Sunday, November 12, 2017

Sermon for the Twenty-second Sunday after Trinity - Mt 18:21-35

                                                                                                Trinity 22
                                                                                                Mt 18:21-35

            Last Sunday, Devin Kelley walked into the First Baptist Church in Sutherland Springs, TX and proceeded to shoot forty six people.  Twenty six of them died.  Kelley himself also died.  It was a horrific act produced by a hate filled and twisted mind.
            No doubt First Baptist doesn’t use a lectionary that provides the assigned Scripture readings, much less the one that we use here at Good Shepherd.  But if they did, and today’s Gospel lesson was the portion of God’s Word that was before them, what would the Lord Jesus be saying to them about how they are to respond to Devin Kelley?
            We know how the world has responded to Kelley.  There has been disbelief and disgust.  The murder of people – including children - in a church on Sunday morning seems impossible to fathom.  Naturally he has been condemned as a wicked person – sick and twisted.  News reports have filled in the details, and it is clear that he was a very disturbed individual.
            Allow me now to modify my original question: What is Jesus saying in our Gospel lesson today about how a Christian is to respond to the Devin Kelley’s of the world?  You may not like the answer.  We want to think that when a person harms us in a profound way, that we have the right to be angry at them – even to hate them.  But Jesus says this morning that instead … we are to forgive them.
            Just before our text, Jesus had said, “What do you think? If a man has a hundred sheep, and one of them has gone astray, does he not leave the ninety-nine on the mountains and go in search of the one that went astray? And if he finds it, truly, I say to you, he rejoices over it more than over the ninety-nine that never went astray. So it is not the will of my Father who is in heaven that one of these little ones should perish.”
            Jesus has described how Christians are to seek out those who have gone astray. We are to do this because it is an action rooted in how greatly God the Father values them.  Then in the next verses our Lord describes how this is done.  He says, “If your brother sins against you, go and tell him his fault, between you and him alone. If he listens to you, you have gained your brother.”  No doubt you remember from catechesis that Jesus goes on to describe how a person is then to take two or three to talk to that individual. If he won’t listen to them, then the matter goes to the church, and if he won’t listen to the Church then ultimately he is excommunicated – removed from the fellowship of the Church.  Jesus says, “Truly, I say to you, whatever you bind on earth shall be bound in heaven, and whatever you loose on earth shall be loosed in heaven.”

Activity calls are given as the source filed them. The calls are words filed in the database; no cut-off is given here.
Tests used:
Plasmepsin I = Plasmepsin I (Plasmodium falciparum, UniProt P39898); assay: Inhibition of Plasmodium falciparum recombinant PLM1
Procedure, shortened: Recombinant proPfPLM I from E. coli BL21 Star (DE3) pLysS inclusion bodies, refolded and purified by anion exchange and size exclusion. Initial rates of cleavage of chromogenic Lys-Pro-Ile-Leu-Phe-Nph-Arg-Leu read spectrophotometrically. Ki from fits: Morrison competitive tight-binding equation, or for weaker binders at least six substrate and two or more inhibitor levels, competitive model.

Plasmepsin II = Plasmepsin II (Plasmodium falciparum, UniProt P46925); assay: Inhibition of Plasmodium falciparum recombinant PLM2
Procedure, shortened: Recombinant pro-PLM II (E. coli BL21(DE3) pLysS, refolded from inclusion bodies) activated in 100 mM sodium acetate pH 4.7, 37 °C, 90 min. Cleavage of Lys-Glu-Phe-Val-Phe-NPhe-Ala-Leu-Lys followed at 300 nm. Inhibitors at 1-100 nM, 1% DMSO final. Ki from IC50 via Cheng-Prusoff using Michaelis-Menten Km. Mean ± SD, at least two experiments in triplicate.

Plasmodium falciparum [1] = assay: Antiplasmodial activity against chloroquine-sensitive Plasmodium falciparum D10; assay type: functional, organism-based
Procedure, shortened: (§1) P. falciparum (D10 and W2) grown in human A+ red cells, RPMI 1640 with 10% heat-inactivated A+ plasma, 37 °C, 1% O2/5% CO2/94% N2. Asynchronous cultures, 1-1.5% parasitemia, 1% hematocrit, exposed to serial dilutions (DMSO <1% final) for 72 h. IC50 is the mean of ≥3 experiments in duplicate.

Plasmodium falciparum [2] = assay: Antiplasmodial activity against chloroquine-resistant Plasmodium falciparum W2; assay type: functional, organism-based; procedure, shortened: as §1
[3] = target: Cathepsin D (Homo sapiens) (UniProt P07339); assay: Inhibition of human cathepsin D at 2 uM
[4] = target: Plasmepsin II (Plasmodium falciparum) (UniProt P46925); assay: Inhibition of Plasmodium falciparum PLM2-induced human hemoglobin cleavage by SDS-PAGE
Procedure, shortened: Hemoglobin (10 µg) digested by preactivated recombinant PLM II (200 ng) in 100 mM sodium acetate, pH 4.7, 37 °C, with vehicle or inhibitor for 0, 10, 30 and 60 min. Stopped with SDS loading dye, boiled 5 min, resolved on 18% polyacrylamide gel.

This loosing is forgiveness – it is absolution.  The Lord had spoken about forgiveness, so in our text Peter approached with a question that he thought made him look pretty good.  He asked, “Lord, how often will my brother sin against me, and I forgive him? As many as seven times?”  Seven, as you may be aware, is an important number in the Bible.  It has the connotation of completeness.  Forgiving up to seven times – now that was impressive.
            And yet … Jesus didn’t view it that way. For he replied, “I do not say to you seven times, but seventy times seven.”  There is a question as to whether the Greek here means “seventy seven” or “seventy times seven.”  It’s unclear, and actually if you ask the question about which one is meant you’ve missed Jesus’ point altogether.
            Our Lord went on to explain what he meant through a parable. He said, “Therefore the kingdom of heaven may be compared to a king who wished to settle accounts with his servants. When he began to settle, one was brought to him who owed him ten thousand talents.”  The amount described here is absurd.  By one calculation, it would have taken the man a thousand years to pay it off.  I would be like saying you owed one hundred trillion dollars.
            Of course the man couldn’t pay it, so the king ordered that the man and his family be sold as slaves, along with selling all his possessions, so that this could be applied to the debt.  In response, the servant fell on his knees and implored the king:  “Have patience with me, and I will pay you everything.”  The servant’s statement was absurd – laughable, really. But then, the king did something unbelievable.  We learn that, “Because the master had compassion on that servant, he released him and forgave him the debt.”